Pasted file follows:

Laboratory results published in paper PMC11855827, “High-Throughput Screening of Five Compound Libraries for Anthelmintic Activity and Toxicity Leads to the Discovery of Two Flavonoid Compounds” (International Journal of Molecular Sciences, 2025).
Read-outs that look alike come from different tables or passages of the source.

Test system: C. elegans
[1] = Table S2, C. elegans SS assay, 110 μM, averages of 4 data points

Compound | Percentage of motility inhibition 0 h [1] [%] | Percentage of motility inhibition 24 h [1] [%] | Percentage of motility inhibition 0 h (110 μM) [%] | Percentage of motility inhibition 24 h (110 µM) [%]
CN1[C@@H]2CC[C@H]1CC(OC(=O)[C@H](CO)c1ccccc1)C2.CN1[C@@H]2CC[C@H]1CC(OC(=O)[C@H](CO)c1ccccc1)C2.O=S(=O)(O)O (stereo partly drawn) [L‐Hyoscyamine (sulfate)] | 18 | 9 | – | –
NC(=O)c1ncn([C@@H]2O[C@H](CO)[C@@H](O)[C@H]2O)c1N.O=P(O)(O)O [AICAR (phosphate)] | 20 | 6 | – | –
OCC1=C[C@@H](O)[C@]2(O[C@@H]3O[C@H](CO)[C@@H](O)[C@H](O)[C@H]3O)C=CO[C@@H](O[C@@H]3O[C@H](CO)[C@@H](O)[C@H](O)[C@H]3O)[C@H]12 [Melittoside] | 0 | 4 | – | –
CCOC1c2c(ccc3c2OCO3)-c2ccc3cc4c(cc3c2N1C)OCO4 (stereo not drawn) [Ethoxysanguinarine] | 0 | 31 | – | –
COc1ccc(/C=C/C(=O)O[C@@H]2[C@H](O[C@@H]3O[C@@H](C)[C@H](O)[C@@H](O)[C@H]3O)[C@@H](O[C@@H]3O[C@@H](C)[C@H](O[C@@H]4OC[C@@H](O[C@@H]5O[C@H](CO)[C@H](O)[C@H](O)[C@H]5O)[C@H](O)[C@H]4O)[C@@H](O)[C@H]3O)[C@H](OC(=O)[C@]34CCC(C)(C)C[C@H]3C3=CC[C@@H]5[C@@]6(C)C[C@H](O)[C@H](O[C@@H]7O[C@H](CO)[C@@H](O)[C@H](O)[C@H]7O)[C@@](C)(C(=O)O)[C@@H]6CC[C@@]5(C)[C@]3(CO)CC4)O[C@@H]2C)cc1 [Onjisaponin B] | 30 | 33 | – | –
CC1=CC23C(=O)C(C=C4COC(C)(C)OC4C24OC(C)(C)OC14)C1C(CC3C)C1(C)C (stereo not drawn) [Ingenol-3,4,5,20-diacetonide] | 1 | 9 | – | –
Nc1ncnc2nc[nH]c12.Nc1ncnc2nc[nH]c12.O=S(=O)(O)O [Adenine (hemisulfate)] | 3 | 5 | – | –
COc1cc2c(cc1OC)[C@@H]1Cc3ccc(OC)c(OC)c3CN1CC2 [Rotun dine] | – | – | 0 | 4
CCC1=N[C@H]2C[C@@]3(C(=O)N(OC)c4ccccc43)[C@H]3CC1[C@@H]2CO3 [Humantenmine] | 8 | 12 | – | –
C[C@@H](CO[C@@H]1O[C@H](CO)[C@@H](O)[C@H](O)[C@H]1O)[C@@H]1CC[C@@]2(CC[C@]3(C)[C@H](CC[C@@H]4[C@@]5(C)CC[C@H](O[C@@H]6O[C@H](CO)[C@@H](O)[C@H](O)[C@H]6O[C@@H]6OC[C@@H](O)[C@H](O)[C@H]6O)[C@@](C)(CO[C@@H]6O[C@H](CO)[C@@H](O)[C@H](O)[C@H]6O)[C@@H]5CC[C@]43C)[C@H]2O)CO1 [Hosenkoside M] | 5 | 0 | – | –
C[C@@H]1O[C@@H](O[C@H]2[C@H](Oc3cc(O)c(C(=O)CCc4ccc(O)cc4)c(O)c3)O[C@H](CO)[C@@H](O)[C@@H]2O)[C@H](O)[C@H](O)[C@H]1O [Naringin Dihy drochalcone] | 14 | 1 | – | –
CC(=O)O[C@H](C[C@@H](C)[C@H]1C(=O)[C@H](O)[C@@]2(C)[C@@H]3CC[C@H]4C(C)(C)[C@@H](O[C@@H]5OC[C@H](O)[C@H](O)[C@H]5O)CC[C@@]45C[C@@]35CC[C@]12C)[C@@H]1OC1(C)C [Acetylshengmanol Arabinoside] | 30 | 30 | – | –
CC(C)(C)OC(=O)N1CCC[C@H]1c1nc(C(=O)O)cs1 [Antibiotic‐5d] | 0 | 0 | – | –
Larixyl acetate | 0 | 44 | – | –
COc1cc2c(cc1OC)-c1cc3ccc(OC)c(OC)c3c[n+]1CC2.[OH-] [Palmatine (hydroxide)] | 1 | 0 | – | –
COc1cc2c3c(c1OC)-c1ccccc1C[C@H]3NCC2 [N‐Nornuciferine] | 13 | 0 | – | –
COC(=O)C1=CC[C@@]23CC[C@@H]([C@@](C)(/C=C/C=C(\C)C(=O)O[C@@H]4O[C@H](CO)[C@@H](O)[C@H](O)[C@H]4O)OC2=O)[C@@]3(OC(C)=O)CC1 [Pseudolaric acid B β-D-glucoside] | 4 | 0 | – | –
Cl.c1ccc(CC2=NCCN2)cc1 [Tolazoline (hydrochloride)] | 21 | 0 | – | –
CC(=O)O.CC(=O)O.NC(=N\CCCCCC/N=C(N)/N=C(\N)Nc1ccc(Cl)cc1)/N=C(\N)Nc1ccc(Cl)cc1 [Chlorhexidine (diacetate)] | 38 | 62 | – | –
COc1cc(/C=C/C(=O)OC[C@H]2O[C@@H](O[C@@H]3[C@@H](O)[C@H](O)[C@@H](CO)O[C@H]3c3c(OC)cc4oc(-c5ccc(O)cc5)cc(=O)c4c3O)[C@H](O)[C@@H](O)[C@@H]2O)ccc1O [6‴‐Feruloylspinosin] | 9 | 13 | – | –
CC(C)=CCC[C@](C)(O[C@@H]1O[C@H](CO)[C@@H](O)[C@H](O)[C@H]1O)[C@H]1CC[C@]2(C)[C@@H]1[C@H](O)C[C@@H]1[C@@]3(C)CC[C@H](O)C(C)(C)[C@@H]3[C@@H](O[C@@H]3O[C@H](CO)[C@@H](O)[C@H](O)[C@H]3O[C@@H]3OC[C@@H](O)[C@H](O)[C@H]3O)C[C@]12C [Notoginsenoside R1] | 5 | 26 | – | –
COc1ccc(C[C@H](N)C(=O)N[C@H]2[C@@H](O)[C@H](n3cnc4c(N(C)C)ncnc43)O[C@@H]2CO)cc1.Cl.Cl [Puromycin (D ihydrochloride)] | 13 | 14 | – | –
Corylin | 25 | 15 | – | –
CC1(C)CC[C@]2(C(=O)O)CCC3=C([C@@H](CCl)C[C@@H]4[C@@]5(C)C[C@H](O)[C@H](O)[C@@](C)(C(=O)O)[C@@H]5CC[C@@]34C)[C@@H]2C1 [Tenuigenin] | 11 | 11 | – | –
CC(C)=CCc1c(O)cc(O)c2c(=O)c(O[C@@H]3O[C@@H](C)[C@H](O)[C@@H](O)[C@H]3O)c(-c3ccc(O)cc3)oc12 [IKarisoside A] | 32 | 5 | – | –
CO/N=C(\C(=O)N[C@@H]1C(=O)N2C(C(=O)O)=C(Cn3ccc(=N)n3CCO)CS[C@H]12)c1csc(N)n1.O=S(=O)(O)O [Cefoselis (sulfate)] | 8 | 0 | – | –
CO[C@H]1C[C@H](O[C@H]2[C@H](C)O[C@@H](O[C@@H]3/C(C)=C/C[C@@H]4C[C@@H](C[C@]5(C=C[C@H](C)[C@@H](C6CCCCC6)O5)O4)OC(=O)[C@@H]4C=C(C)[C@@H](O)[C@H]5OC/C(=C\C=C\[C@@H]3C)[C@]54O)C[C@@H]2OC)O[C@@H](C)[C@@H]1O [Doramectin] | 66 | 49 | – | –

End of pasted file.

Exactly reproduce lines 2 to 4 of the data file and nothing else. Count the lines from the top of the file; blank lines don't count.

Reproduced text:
Read-outs that look alike come from different tables or passages of the source.

Test system: C. elegans
[1] = Table S2, C. elegans SS assay, 110 μM, averages of 4 data points